6:30 p.m. — I step away from my laptop for an hour or so for dinner. I heat up more leftovers. This time, it's a bowl of rice, roasted cauliflower, and more lamb mixed in. I rewatch Broad City while eating. All of the sad and stressful news makes me only want to watch comforting TV right now. After a couple of episodes, I turn back to work.
9 p.m. — Taking a little break from work to scroll through my personal email, I see an email that a restaurant that my husband and I love is now offering delivery. Instead of allowing you to pick off the menu, you schedule to have two or three multi-course meals delivered in advance. With dining out shut down for now, we have been trying to order delivery from all of our local favorites. I place an order to have three days of meals delivered two weeks from now when my husband is off work ($247 for food with fees plus $50 for tip). It's expensive but it's the closest thing we can have to date night right now. $297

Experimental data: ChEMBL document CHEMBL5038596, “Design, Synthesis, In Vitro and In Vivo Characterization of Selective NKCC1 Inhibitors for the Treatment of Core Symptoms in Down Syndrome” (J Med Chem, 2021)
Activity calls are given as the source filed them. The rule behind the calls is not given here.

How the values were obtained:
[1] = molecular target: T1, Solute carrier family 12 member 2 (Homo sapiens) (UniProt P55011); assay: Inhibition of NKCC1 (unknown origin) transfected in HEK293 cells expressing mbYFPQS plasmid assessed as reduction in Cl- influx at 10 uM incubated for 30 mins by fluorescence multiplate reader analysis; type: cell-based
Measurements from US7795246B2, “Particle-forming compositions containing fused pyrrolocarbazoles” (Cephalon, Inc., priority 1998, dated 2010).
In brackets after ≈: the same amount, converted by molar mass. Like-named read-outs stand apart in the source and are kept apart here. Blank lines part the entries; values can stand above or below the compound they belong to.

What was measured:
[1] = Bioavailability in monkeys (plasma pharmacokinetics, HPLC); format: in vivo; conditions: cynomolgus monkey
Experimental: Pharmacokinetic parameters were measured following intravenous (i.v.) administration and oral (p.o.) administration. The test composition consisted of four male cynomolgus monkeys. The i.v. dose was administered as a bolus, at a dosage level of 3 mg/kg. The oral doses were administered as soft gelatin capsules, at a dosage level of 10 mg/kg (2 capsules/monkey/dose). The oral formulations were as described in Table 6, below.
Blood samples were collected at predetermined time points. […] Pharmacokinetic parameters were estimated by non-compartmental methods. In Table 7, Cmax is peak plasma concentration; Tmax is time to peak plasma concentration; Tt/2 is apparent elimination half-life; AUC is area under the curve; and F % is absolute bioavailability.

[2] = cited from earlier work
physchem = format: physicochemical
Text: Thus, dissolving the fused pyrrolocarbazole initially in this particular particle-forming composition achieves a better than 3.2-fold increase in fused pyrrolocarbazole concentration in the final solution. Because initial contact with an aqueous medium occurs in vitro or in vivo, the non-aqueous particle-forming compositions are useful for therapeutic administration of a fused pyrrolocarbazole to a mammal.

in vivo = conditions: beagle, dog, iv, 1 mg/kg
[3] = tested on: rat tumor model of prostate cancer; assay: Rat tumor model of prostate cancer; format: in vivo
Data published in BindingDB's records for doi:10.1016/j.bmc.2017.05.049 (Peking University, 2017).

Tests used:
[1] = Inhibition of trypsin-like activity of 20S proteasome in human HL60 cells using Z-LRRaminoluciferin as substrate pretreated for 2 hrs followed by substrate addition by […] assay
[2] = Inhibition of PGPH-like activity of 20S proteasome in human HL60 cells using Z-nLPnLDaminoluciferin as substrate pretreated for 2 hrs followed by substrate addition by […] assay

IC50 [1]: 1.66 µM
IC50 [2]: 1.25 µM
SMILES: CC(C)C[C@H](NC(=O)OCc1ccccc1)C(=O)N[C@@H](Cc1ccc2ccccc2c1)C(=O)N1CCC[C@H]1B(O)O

10:30 p.m. — I shut down my laptop and head to bed.
Daily Total: $315

Day Three

7 a.m. — Alarm goes off. I snooze as usual. Eventually, my cat forces me out of bed when I hear her knocking makeup off my vanity. She is an adorable little terror sometimes.
8:30 a.m. — Start working from the couch. Then, surprising both myself and the cat who was sleeping beside me on the couch, I decide to get on the stationary bike. Last year, I bought a stationary bike with a desk attached so I could simultaneously work and workout. While I don't use it consistently, I like being able to be active during times when my job is demanding. Now that I am home all day, I know I should use it even more. After shifting my laptop set up, I start biking while finishing up a project for the morning.